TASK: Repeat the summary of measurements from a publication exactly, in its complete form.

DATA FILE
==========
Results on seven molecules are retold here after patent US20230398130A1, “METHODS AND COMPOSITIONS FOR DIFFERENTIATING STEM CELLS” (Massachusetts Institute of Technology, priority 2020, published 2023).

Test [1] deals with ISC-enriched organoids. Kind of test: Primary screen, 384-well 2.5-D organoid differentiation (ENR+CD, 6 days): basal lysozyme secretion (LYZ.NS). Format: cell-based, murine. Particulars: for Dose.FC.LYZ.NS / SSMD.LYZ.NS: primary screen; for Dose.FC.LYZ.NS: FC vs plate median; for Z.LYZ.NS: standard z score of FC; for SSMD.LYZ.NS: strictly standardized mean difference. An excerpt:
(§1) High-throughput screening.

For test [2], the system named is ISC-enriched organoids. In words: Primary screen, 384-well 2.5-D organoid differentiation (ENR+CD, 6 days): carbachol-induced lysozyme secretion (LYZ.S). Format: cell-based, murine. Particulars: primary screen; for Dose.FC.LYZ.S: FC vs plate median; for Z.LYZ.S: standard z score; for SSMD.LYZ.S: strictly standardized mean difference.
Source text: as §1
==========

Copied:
Results on seven molecules are retold here after patent US20230398130A1, “METHODS AND COMPOSITIONS FOR DIFFERENTIATING STEM CELLS” (Massachusetts Institute of Technology, priority 2020, published 2023).

Test [1] deals with ISC-enriched organoids. Kind of test: Primary screen, 384-well 2.5-D organoid differentiation (ENR+CD, 6 days): basal lysozyme secretion (LYZ.NS). Format: cell-based, murine. Particulars: for Dose.FC.LYZ.NS / SSMD.LYZ.NS: primary screen; for Dose.FC.LYZ.NS: FC vs plate median; for Z.LYZ.NS: standard z score of FC; for SSMD.LYZ.NS: strictly standardized mean difference. An excerpt:
(§1) High-throughput screening.

For test [2], the system named is ISC-enriched organoids. In words: Primary screen, 384-well 2.5-D organoid differentiation (ENR+CD, 6 days): carbachol-induced lysozyme secretion (LYZ.S). Format: cell-based, murine. Particulars: primary screen; for Dose.FC.LYZ.S: FC vs plate median; for Z.LYZ.S: standard z score; for SSMD.LYZ.S: strictly standardized mean difference.
Source text: as §1